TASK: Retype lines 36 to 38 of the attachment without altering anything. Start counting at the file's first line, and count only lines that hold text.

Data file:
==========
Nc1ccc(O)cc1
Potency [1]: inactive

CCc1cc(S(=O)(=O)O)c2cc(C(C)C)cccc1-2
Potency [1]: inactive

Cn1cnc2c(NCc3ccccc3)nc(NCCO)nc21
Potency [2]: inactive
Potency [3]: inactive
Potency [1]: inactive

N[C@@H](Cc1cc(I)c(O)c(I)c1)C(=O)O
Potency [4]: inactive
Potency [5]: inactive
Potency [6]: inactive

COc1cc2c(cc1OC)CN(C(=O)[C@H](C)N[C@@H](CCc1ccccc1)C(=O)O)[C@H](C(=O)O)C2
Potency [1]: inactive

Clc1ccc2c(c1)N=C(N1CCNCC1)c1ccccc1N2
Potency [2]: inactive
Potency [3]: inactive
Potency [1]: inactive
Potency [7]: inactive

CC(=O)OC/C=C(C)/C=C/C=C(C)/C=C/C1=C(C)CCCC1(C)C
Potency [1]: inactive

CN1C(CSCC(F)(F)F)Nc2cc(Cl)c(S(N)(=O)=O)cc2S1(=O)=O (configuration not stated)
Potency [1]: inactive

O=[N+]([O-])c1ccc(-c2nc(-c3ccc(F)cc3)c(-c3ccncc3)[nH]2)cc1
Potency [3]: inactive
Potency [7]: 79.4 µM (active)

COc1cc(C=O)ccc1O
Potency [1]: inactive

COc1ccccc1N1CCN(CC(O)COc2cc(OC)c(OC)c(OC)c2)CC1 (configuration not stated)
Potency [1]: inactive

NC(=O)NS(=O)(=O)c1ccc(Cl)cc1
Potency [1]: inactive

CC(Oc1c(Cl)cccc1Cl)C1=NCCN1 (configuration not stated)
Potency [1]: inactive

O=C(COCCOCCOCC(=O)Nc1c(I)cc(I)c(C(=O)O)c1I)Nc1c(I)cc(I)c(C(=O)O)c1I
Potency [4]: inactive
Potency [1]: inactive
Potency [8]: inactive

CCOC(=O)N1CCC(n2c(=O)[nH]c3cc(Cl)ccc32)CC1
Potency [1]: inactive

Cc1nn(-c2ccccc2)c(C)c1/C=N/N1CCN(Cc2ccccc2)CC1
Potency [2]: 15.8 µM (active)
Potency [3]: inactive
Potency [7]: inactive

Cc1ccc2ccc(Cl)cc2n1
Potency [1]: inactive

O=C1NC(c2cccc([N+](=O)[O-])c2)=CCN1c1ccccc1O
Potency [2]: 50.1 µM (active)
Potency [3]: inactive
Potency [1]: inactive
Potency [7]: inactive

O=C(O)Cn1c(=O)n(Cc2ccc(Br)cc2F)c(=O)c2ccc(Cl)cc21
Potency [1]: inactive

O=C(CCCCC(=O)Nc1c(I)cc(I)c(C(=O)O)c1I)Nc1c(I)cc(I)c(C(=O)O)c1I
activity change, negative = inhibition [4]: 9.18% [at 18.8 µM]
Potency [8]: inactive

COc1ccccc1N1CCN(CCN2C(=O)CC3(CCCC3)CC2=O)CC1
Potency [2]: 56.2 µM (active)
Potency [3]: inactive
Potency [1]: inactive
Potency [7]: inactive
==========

Potency [4]: inactive
Potency [1]: inactive
Potency [8]: inactive